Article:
Free Miners are an intriguing and important group of Forest of Dean miners. The rights and customs of the Forest are set out in the Book of Dennis and this covers both iron and coal mines. Between 1668 and 1777 a Court of Mine Law met at intervals in the Speech House to deal with disputes amongst the miners. It was presided over by the Constable of St Briavel's Castle, with the Gaveller and Clerk of the Court attending, and verdicts were given by a jury of 12 Free Miners.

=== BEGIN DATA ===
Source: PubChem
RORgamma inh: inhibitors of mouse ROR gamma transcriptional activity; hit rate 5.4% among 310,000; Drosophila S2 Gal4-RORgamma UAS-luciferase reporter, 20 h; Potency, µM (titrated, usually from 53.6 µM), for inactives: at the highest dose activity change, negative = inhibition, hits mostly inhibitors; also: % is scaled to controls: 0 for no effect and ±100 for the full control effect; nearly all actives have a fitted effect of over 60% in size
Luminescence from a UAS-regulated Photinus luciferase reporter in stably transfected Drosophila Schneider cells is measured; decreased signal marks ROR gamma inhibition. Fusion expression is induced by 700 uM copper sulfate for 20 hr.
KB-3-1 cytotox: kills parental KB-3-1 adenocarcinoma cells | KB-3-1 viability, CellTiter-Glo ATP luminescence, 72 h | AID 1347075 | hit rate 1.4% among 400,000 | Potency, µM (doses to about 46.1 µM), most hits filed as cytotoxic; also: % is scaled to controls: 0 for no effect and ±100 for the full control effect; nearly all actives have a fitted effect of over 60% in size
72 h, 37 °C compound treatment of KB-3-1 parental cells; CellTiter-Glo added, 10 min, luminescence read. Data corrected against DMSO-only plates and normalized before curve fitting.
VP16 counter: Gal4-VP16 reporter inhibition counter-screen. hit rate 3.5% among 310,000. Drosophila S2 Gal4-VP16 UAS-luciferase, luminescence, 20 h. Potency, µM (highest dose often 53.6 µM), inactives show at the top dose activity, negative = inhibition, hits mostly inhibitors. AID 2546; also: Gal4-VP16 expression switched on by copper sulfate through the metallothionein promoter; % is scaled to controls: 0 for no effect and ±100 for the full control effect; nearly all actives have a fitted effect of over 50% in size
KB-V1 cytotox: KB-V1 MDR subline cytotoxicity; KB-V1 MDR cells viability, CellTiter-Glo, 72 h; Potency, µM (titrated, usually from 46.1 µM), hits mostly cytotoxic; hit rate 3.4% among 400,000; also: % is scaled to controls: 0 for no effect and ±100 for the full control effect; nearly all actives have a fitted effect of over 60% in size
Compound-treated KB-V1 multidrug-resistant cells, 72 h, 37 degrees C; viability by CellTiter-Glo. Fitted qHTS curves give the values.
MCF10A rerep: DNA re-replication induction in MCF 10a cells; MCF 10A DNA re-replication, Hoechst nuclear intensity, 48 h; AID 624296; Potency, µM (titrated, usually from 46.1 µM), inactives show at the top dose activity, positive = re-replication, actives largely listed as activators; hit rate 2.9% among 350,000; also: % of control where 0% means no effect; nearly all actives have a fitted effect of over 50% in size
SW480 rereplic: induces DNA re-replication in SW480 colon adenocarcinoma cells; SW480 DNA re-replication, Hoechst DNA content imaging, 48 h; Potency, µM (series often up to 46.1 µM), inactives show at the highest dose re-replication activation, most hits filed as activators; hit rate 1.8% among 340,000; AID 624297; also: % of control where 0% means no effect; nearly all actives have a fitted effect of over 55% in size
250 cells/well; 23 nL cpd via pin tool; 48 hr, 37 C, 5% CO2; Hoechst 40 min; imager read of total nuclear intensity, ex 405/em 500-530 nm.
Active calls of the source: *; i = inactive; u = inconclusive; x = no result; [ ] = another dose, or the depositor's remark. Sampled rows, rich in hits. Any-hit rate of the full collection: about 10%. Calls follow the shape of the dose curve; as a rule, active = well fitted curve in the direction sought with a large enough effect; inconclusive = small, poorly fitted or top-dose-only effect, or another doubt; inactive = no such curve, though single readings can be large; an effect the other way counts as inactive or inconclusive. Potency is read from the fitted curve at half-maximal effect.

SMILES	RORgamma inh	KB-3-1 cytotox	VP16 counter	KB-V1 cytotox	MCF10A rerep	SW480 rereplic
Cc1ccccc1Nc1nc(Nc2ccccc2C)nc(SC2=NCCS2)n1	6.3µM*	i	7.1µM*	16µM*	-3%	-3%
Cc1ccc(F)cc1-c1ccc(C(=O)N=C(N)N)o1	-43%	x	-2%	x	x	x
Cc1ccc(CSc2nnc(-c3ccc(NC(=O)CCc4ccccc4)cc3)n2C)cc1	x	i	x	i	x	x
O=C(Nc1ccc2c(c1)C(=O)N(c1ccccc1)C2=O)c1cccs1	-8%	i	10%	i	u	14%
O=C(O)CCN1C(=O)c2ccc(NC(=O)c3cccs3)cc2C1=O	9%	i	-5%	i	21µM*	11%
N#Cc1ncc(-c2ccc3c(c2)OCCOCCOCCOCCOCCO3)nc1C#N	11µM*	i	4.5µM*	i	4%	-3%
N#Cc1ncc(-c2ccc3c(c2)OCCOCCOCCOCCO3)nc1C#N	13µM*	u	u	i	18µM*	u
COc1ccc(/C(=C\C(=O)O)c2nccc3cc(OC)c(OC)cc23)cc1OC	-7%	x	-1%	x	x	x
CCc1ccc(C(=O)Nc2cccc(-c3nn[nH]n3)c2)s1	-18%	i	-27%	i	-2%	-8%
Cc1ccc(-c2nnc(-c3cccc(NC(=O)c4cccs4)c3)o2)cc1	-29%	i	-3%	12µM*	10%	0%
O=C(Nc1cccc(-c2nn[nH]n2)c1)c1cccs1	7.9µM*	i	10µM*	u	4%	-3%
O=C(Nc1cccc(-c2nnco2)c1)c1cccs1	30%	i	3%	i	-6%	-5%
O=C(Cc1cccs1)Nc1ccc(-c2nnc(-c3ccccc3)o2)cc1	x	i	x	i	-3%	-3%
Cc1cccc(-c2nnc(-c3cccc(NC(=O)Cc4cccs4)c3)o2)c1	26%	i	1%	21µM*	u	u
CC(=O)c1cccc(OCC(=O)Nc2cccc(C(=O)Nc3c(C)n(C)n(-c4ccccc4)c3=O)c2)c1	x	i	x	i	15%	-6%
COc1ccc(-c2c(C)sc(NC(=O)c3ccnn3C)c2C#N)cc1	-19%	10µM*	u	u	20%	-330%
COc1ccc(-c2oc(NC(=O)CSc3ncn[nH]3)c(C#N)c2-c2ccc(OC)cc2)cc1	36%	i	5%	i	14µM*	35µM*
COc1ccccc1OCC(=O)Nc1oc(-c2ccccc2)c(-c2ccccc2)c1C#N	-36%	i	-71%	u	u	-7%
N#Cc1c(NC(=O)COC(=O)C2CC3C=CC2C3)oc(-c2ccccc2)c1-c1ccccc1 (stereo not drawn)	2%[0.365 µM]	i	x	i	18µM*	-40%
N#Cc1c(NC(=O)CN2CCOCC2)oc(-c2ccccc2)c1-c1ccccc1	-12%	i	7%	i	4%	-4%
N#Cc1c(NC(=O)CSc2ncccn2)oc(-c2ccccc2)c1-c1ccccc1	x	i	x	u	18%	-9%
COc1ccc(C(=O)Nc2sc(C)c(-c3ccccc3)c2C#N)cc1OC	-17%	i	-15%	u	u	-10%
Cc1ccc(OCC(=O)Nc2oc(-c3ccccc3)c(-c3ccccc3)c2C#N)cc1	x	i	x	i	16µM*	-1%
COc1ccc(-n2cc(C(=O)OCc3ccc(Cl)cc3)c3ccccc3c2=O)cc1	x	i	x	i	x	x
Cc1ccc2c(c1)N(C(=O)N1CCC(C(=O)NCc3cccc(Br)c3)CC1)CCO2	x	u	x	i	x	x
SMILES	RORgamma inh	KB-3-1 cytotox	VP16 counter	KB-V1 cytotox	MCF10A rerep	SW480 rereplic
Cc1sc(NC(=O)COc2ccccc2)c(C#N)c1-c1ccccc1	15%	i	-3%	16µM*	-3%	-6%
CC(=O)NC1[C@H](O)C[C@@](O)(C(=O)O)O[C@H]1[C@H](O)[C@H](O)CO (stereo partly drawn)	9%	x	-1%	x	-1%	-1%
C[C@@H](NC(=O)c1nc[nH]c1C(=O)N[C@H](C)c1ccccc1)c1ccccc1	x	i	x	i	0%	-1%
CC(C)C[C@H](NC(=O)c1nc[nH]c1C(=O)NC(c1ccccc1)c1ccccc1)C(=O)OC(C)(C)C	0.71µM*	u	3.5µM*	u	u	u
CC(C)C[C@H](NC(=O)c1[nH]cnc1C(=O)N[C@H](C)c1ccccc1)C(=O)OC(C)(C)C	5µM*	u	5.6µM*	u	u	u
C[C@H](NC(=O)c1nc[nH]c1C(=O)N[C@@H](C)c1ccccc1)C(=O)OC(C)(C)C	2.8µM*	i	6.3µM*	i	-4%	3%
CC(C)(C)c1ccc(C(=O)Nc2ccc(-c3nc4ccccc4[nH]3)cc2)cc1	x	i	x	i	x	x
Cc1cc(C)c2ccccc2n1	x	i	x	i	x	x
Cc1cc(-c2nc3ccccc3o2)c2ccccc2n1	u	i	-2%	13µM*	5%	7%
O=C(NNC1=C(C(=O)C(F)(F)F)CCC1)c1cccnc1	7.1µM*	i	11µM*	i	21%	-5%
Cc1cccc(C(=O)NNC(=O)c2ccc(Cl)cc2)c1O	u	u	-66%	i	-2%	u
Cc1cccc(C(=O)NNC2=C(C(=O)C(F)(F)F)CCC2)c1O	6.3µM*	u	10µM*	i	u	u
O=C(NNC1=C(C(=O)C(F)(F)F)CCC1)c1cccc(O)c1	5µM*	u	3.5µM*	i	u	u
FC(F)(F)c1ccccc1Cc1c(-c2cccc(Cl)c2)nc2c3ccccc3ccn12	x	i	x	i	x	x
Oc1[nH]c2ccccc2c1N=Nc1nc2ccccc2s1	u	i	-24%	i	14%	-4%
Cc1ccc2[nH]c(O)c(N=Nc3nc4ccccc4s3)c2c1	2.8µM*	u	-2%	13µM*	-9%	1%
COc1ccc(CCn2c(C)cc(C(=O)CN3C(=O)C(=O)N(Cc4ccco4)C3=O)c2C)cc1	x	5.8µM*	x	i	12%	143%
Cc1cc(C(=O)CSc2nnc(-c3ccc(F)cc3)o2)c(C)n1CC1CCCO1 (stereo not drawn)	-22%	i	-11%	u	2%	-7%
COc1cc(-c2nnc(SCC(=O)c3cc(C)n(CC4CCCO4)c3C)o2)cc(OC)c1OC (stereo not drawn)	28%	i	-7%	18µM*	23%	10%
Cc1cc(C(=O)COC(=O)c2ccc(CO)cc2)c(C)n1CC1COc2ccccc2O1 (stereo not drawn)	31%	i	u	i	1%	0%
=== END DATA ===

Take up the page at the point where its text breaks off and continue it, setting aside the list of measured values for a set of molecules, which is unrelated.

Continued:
The Free Mining Rights were established in the reign of Edward I (1272-1307) as a reward for the part played by the Forest miners in recapturing Berwick-upon-Tweed near the England-Scotland border several times (1296, 1305, 1315) as it passed between Scottish and English hands. It is said that Edward I granted the Dean Miners a Royal Charter, as he had done to miners from other mining districts such as Derbyshire. All the documents from the Mine Law Court were, however, stolen at the end of the 18th century and not all of them were recovered. A record entitled "The Laws and Customs of the Miners in the Forest of Dean" became known locally as the "Book of Dennis" and this is thought to be a translation of an earlier miners' charter as it contains ancient legal terms probably translated from Latin or early French. No charter is known to exist today.